Editorial & Opinion

Survey On Synagogue Dues


Regarding the article, “Synagogue Dues And Don’ts” (April 10), several questions must be answered for a reader to think that the results
stated in the UJA-Federation study of voluntary pledging, are valid, reliable and not spurious. 

Synagogue Dues


The article about voluntary synagogue dues is generally good. (“Synagogue Dues, And Don’ts” (April 10). However, it
seems to focus on dues being expensive.

Disagrees With Everett


Arguing that there is nothing the U.S. can do to get the other major powers to stop Iran, Edith Everett (Opinion, April 17) asks: “If President Obama could not demand of Israel, our closest and most dependent ally, a cessation of settlement building, a relatively simple request, can he make demands on China and Russia, our generally unreliable negotiating partners?”

Agrees With Everett


Edith Everett’s recent Opinion column, “Why The Iran Deal Makes Sense”
(April 17), is a levelheaded perspective on the Iran nuclear deal and an
all-too-rare exposition of the prevailing opinion within the American Jewish

One Reason For Survival


Menachem Rosensaft is a deep thinker and eloquent writer about the Holocaust (“Extending The Holocaust Legacy,” Opinion, April 17).

The Legacy Continues


Menachem Rosensaft’s Opinion piece, “Extending The Holocaust Legacy” (April 17), caused me to reflect on my childhood, which led to my serving as head librarian at Martef Hashoah.
I was born in Transylvania and both parents
and older brother are survivors, each with a story. When we fled Communism, we
were first headed to Haifa via Italy with HIAS assistance. But at the last
minute, an uncle, a Holocaust survivor, was found in the U.S., and he agreed to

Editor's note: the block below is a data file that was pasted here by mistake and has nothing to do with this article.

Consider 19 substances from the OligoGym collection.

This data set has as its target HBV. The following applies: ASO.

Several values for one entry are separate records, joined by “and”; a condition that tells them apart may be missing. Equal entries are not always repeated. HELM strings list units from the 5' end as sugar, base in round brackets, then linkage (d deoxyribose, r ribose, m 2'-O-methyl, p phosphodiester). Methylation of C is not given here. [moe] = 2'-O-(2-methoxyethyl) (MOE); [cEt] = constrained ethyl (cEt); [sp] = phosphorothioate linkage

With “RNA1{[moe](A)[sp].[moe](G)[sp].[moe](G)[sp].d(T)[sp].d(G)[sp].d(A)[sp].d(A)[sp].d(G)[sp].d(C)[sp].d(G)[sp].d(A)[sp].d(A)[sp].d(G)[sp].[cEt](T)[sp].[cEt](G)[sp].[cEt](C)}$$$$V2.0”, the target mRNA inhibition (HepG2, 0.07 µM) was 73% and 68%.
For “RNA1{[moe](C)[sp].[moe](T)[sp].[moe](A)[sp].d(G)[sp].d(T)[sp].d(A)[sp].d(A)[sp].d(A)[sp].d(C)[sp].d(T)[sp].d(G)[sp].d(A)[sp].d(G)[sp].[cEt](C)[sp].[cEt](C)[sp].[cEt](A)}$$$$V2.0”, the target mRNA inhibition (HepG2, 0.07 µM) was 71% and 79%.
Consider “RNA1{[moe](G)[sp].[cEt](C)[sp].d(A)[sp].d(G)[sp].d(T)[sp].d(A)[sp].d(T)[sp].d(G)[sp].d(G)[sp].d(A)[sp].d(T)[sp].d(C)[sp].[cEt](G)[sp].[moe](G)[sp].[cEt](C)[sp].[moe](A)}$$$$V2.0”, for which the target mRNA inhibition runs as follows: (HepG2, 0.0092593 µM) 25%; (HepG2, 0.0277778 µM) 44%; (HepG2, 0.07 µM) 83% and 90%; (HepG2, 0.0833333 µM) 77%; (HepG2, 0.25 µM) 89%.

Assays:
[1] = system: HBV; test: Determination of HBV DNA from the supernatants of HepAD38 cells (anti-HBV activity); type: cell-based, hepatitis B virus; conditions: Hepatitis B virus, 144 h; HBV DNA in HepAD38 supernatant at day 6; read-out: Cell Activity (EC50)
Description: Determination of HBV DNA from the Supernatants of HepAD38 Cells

sponsor us. So I wound up in America, for most of my life, until I made
aliyah, and commenced a new career in Holocaust studies.

The First Genocide, A Century Later


On April 24, nine days after the Jewish community has commemorated its losses during the Holocaust on Yom HaShoah, another ethnic-religious minority marks its own searing 20th-century tragedy.

Learning And Legacy

Special To The Jewish Week

Readers of the Gilgamesh epic are often struck by its similarity to the Bible story. There is a man created from earth who loses paradise, who accepts food from a woman, who is clothed after nakedness, a massive flood, a perfidious snake and much more. Gilgamesh tells of a quest for immortality, and in that quest we see an important distinction.

Rabbi David Wolpe

A Woman’s Plight, A Community’s Shame

The situation of chained wives accounts for so much silent suffering.

Editor and Publisher

Last Wednesday night my wife and I saw the gripping Israeli film “Gett: The Trial of Viviane Amsalem,” about the years-long effort of a woman to receive a religious divorce from a husband she no longer can abide. On leaving the theater we heard a woman at the end of our row say in an accusatory way to a woman seated nearby, “I’m not Jewish but I understand that Jewish men thank God every day for not making them a woman.”

Gary Rosenblatt

March’s Lesson Remains Powerful

An academic’s critique of March of the Living misses the mark.

Contributing Editor

Brzezinka, Poland — A group of Polish soldiers, in full uniform and with their national flag, stood pensive as Hebrew music blared on loudspeakers across Birkenau. “May peace be within your walls,” sang the sweet female voice.

Nathan Jeffay
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